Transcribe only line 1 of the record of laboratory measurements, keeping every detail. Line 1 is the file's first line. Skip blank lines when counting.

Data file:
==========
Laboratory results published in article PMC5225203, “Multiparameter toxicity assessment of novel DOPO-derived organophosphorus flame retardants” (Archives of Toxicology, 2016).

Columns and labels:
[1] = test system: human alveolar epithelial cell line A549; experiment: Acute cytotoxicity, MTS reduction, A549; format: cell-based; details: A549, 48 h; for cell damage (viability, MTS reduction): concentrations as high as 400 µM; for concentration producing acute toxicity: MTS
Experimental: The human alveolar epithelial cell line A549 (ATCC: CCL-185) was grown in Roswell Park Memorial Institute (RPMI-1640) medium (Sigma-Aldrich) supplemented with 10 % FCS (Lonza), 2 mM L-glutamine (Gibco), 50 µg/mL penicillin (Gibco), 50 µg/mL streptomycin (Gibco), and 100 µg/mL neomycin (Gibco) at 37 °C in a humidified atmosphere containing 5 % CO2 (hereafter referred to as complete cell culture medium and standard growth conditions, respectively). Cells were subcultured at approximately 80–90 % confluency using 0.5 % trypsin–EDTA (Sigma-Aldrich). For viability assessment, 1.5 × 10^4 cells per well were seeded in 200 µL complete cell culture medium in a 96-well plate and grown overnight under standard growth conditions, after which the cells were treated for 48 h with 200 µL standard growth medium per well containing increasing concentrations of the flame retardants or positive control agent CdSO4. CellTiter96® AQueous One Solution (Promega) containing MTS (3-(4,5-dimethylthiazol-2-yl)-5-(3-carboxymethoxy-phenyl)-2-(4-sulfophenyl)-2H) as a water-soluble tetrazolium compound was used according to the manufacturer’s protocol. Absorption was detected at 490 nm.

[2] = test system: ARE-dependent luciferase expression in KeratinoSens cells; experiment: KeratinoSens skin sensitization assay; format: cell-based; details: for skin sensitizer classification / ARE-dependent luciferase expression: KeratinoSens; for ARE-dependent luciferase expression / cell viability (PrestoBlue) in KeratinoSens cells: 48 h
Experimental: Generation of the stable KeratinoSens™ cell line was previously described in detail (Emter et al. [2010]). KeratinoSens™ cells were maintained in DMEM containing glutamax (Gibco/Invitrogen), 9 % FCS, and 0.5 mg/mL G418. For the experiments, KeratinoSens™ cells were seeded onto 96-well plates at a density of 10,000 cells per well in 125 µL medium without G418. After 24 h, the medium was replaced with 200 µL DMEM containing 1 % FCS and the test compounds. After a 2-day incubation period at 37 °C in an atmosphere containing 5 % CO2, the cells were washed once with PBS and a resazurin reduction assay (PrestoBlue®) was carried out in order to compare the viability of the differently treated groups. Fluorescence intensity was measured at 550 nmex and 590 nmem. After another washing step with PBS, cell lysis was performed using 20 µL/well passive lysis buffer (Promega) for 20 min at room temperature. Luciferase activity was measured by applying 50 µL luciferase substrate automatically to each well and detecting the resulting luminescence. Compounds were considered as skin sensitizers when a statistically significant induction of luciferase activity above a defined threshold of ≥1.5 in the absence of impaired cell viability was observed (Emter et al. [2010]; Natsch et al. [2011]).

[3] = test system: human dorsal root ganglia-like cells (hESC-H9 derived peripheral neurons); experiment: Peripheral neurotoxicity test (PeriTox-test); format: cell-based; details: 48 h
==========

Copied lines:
Laboratory results published in article PMC5225203, “Multiparameter toxicity assessment of novel DOPO-derived organophosphorus flame retardants” (Archives of Toxicology, 2016).